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House Passes Equity Bill For Mental Health Coverage

Associated Press
Thursday, March 6, 2008

The House voted yesterday to require equal health insurance coverage for mental and physical illnesses when policies cover both.

The 268 to 148 roll call was cheered by advocates who have been fighting more than a decade for what has come to be called mental health parity.

Supporters said the measure would help end the stigma of mental illness and create greater access for people needing mental health and addiction treatment.

Opponents warned that it could drive up health-care costs and force some employers to drop coverage.

The Paul Wellstone Mental Health and Addiction Equity Act of 2007 was named for the late Democratic senator from Minnesota who championed the issue for years and who died in a 2002 plane crash.

"It's a historic step," said the late senator's son, David, 42. "It's a civil rights bill for people with mental illnesses and chemical addiction. It forces insurance companies to treat them as they treat others."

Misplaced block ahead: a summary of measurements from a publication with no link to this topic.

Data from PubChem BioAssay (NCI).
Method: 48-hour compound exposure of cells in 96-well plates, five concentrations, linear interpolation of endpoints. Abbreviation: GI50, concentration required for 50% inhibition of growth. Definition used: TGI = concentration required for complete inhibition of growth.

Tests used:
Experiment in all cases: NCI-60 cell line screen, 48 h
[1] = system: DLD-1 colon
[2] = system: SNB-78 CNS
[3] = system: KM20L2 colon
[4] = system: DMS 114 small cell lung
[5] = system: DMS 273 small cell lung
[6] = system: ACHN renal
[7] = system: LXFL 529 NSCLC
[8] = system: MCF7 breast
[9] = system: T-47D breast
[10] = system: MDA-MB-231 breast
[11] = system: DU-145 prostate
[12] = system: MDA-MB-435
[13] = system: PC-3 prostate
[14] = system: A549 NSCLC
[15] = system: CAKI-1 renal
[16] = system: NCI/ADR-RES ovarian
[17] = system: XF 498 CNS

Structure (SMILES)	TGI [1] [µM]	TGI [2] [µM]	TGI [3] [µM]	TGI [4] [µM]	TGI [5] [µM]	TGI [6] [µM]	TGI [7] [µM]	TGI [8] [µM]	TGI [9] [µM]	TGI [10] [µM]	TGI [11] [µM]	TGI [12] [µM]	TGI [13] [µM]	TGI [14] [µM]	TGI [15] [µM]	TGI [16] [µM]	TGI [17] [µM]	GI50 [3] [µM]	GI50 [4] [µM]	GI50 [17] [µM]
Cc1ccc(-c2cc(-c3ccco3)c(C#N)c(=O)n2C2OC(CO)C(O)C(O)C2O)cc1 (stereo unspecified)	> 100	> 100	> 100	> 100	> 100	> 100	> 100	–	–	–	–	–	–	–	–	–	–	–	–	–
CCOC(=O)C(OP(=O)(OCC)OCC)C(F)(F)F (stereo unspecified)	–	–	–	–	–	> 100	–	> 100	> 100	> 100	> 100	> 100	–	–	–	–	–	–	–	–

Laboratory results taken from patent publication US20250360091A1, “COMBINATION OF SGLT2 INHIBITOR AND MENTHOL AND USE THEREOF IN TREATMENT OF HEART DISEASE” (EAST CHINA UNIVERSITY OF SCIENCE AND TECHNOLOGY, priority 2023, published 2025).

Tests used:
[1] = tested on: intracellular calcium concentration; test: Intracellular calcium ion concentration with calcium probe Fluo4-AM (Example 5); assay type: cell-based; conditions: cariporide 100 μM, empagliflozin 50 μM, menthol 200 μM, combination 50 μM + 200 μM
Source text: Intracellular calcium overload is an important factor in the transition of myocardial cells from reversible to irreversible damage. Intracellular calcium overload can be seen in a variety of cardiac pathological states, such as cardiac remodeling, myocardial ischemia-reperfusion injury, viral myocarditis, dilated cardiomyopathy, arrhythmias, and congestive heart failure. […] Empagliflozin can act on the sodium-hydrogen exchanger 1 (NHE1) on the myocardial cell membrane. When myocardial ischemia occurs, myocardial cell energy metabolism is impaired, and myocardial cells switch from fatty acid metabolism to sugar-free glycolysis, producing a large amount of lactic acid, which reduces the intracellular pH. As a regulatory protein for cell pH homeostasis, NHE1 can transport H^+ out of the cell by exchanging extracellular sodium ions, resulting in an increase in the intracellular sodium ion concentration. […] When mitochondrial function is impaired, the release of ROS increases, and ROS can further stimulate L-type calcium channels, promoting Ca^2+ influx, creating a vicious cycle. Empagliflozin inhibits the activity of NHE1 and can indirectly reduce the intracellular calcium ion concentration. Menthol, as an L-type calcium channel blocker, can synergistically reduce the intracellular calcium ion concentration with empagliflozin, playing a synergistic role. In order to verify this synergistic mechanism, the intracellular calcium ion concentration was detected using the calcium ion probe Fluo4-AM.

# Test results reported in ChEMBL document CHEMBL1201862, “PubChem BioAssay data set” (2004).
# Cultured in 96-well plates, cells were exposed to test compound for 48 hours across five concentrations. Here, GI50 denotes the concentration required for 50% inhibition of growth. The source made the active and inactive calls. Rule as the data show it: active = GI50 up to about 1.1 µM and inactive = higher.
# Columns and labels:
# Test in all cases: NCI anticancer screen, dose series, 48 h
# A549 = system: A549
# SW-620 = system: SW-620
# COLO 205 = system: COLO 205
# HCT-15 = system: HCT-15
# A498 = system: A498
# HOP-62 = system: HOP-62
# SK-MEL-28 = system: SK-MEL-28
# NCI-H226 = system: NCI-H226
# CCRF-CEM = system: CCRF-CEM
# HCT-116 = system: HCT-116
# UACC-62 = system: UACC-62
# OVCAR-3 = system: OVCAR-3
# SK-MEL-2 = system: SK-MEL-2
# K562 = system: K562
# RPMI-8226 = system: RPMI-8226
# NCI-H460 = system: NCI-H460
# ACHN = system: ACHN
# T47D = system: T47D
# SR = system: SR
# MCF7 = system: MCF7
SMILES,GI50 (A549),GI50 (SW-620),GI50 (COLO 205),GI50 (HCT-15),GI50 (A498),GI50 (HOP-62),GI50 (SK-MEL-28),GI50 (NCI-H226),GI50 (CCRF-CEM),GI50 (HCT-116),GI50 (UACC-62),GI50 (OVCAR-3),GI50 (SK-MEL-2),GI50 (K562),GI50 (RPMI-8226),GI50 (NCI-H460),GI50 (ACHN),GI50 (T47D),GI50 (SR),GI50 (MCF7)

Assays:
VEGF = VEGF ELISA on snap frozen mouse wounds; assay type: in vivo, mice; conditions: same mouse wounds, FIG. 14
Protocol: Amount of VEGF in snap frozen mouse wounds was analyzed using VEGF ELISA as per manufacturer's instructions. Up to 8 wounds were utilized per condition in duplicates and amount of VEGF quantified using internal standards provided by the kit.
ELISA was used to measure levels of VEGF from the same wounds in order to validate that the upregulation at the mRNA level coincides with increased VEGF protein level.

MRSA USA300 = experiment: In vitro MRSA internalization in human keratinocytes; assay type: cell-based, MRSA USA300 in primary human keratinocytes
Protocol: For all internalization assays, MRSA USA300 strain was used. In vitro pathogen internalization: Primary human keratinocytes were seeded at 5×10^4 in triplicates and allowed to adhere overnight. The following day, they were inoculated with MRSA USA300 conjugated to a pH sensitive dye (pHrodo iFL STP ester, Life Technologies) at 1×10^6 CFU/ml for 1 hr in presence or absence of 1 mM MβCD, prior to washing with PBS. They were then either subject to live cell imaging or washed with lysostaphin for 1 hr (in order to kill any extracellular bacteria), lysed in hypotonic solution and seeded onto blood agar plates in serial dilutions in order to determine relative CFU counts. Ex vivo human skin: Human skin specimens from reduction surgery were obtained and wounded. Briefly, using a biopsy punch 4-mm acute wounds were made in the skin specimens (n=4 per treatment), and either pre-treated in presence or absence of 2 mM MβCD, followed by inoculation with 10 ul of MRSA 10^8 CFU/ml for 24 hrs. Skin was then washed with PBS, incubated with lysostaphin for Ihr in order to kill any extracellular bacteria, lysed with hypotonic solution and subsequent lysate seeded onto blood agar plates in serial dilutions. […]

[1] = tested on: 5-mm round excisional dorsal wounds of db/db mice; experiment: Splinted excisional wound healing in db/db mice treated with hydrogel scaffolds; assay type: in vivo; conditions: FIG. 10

Forty-seven Republicans joined 221 Democrats in voting for the bill. Three Democrats and 145 Republicans voted against it.

The House vote sets the stage for talks with the Senate, which passed a narrower version of the bill last September with support from business and insurance groups.

The White House said it favors the Senate bill because it addresses the need to treat mental illnesses with the same urgency as physical illnesses but would not significantly raise health-care costs.

The House bill was sponsored by Reps. Patrick J. Kennedy (D-R.I.), who has battled depression, alcoholism and drug abuse, and Jim Ramstad (R-Minn.), a recovering alcoholic.

"It's about opening up the doors and ending the shadow of discrimination against the mentally ill," Kennedy said.

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